Homer lives in the fictional town of Centerburg, Ohio (although a town with this name actually does exist in central Ohio). He is a mild-mannered boy who enjoys fixing radios, and who somehow gets involved in a series of outrageous incidents, such as tending an inexplicably unstoppable doughnut-making machine in his uncle's diner, or caring for mystery plants that turn out to be a giant form of allergy-inducing ragweed. He does odd jobs like raking leaves, and sweeping up the diner or the nearby barber shop. His main job is helping out in his father's business, a motor court, where Homer also resides.
One of Homer Price's adventures, "The Case of the Cosmic Comic", parodies the Superman phenomenon, with Homer and his best friend Freddy attending the local personal appearance of Freddy's favorite superhero. Freddy is unable to understand that "The Super-Duper" is an ordinary actor in a costume, and expects him to be capable of super feats. Homer, however, quietly displays a more mature view of the hero.
Another adventure of Homer's is when an adult friend of his in Centerburg wins a contest for composing an advertising jingle for shaving lotion, but the prize money is stolen on the air by an armed robbery. By chance, the robbers are staying at the same motor court, and Homer sees it as his chance to stop them and claim a cash reward in order to build all sorts of radios and (at the time) an expensive television. Although Homer is eager to profit from the reward, he is also genuinely interested in bringing the robbers to justice as they stole from a man he knew.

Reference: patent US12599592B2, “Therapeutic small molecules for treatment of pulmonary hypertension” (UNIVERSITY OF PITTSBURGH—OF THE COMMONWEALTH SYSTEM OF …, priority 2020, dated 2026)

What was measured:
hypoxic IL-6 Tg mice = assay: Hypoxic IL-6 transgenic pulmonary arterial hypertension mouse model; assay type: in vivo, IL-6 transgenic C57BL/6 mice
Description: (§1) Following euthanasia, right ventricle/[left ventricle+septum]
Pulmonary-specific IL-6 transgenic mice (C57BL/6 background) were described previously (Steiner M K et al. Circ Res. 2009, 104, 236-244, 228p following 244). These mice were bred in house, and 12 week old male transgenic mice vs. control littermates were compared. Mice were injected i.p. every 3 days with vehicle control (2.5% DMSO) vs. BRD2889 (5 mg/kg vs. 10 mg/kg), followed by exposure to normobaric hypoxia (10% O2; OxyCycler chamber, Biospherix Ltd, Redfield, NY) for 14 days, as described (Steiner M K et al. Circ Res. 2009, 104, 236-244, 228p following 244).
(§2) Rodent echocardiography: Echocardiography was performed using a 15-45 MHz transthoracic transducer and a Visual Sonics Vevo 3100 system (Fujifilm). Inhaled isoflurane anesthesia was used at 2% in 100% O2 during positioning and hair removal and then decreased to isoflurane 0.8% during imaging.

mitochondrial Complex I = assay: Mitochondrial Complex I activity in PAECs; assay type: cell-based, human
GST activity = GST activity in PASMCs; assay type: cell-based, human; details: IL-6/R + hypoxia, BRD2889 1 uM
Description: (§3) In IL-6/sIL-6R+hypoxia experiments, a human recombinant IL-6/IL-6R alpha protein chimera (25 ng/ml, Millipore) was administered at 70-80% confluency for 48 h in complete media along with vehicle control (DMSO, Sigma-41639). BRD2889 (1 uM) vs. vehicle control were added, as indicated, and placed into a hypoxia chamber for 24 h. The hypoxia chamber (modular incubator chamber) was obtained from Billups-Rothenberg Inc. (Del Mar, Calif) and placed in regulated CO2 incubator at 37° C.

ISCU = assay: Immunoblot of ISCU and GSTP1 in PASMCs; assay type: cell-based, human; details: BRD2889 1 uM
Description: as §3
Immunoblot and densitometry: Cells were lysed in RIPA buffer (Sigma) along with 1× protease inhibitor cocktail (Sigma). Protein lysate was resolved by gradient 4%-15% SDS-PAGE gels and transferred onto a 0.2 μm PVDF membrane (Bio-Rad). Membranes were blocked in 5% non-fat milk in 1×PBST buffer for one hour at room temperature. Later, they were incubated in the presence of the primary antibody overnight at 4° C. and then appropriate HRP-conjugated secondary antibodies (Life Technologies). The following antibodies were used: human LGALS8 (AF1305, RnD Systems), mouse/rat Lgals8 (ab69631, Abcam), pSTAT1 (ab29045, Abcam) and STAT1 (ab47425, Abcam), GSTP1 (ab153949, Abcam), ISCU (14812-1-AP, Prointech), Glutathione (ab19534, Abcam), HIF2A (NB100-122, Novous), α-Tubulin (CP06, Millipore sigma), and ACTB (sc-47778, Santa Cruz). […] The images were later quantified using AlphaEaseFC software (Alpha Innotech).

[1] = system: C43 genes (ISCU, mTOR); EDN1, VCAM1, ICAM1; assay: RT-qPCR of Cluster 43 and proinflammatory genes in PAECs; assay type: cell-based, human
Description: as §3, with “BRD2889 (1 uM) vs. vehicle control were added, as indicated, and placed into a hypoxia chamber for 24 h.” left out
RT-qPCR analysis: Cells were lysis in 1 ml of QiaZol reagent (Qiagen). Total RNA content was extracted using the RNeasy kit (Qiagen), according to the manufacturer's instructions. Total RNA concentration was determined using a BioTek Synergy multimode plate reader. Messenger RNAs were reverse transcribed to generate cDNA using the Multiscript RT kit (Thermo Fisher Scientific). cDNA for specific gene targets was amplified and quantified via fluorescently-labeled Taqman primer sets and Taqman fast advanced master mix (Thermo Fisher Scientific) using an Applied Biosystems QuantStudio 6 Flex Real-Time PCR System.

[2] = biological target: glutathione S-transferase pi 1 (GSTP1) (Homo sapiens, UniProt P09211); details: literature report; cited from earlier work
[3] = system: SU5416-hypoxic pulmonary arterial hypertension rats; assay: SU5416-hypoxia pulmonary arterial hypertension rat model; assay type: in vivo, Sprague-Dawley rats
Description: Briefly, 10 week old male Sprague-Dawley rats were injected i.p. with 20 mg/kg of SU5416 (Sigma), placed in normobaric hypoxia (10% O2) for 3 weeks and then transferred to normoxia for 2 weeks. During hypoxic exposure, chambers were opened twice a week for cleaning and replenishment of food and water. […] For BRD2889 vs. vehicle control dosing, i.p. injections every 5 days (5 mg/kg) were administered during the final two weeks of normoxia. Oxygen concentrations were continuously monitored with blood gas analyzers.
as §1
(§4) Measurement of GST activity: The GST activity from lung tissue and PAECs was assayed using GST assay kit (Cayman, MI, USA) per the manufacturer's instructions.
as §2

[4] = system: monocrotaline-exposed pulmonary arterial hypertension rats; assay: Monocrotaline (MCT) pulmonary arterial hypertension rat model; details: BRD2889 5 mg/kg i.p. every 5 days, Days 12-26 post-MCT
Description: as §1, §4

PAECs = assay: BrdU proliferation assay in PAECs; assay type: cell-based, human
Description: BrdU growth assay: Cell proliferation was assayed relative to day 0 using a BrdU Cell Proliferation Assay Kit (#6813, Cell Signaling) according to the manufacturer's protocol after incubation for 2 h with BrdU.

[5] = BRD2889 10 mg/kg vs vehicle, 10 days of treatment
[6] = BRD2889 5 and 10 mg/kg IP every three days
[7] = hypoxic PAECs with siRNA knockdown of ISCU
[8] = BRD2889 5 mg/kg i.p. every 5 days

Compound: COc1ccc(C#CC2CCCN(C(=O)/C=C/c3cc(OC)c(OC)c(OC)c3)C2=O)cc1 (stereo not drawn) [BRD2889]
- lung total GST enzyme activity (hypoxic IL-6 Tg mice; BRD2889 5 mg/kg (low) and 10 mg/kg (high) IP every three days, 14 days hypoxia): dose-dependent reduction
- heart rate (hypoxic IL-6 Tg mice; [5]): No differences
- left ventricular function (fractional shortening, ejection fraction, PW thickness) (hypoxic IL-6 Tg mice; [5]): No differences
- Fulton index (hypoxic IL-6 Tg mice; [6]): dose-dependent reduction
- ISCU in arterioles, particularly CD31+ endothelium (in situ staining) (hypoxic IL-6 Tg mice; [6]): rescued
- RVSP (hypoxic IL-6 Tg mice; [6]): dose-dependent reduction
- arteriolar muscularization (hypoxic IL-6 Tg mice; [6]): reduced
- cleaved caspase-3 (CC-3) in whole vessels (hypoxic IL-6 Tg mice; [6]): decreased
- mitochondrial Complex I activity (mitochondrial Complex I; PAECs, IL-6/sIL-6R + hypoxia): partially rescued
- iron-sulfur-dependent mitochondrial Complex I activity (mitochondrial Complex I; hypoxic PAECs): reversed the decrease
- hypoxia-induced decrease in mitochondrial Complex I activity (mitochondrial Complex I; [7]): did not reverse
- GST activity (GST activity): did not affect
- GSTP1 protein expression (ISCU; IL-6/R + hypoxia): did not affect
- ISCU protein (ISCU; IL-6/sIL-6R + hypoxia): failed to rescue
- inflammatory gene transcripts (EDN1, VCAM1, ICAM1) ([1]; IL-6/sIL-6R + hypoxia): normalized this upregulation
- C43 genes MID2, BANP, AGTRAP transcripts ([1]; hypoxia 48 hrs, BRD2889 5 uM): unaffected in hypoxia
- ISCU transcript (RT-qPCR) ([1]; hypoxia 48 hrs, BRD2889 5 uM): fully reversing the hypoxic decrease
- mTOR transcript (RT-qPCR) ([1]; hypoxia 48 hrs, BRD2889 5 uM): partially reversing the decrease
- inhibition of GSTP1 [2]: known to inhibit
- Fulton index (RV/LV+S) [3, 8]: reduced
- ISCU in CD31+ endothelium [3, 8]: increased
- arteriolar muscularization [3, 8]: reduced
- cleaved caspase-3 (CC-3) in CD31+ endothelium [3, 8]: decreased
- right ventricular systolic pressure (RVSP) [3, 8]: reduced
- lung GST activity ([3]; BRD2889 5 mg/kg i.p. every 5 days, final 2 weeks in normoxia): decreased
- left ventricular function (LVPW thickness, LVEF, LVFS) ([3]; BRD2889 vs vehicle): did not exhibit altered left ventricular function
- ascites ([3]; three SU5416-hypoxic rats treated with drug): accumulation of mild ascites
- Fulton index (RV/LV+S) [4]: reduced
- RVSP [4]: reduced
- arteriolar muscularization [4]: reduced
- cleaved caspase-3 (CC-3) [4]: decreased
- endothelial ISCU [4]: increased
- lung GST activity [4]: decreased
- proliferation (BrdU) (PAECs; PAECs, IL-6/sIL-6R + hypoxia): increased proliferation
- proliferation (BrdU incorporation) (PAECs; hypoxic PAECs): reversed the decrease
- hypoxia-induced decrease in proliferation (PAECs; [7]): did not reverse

Flim-flam merchants and larger-than-life paraphernalia appear in several stories. One features a snake-oil salesman—Professor Atmos P. H. Ear—offloading an odorless, colorless, tasteless chemical called "Ever-So-Much-More-So" that when sprinkled on things, supposedly enhances everything; a soft bed would become softer, a fast car becomes faster, and so on.
Many of the male residents of Centerburg share first names with classical figures; "Grandpa Hercules", "Uncle Ulysses", "Uncle Telemachus", and, of course, Homer himself.
African-American characters appear in the books, portrayed positively as ordinary citizens. During a centennial celebration of Centerburg, a chorus from the African Baptist Church provides music, although the drawing of the boy who finds the diamond bracelet in the donut is drawn in decidedly tattered and patched clothing.
- The Case of the Sensational Scent
- The Case of the Cosmic Comic
- The Doughnuts
- The Mystery Yarn
- Nothing New under the Sun (Hardly)
- The Wheels of Progress
- Grandpa Hercules
- Experiment 13
- Pie and Punch and You-Know-Whats
Film and television adaptations
- "The Doughnuts", short subject, 1963, Weston Woods Studios
- "The Case of the Cosmic Comic", short subject, 1976, Weston Wood Studios
- "Homer and the Wacky Doughnut Machine", ABC Weekend Special episode, 1977, ABC Circle Films